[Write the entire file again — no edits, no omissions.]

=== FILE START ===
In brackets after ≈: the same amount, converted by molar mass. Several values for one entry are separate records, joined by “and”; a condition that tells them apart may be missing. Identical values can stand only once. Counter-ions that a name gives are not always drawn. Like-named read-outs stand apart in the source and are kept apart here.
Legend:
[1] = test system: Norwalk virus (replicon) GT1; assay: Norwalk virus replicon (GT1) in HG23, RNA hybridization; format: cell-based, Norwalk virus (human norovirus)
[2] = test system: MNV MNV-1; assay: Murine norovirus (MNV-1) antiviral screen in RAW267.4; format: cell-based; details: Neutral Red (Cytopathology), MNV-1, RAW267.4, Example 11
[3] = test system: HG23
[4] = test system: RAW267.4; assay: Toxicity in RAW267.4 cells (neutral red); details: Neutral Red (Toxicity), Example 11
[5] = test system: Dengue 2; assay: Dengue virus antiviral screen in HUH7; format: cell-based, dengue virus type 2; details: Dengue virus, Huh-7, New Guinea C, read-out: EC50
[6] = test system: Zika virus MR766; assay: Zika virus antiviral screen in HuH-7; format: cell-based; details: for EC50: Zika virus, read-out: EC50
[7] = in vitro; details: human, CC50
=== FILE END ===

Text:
In brackets after ≈: the same amount, converted by molar mass. Several values for one entry are separate records, joined by “and”; a condition that tells them apart may be missing. Identical values can stand only once. Counter-ions that a name gives are not always drawn. Like-named read-outs stand apart in the source and are kept apart here.
Legend:
[1] = test system: Norwalk virus (replicon) GT1; assay: Norwalk virus replicon (GT1) in HG23, RNA hybridization; format: cell-based, Norwalk virus (human norovirus)
[2] = test system: MNV MNV-1; assay: Murine norovirus (MNV-1) antiviral screen in RAW267.4; format: cell-based; details: Neutral Red (Cytopathology), MNV-1, RAW267.4, Example 11
[3] = test system: HG23
[4] = test system: RAW267.4; assay: Toxicity in RAW267.4 cells (neutral red); details: Neutral Red (Toxicity), Example 11
[5] = test system: Dengue 2; assay: Dengue virus antiviral screen in HUH7; format: cell-based, dengue virus type 2; details: Dengue virus, Huh-7, New Guinea C, read-out: EC50
[6] = test system: Zika virus MR766; assay: Zika virus antiviral screen in HuH-7; format: cell-based; details: for EC50: Zika virus, read-out: EC50
[7] = in vitro; details: human, CC50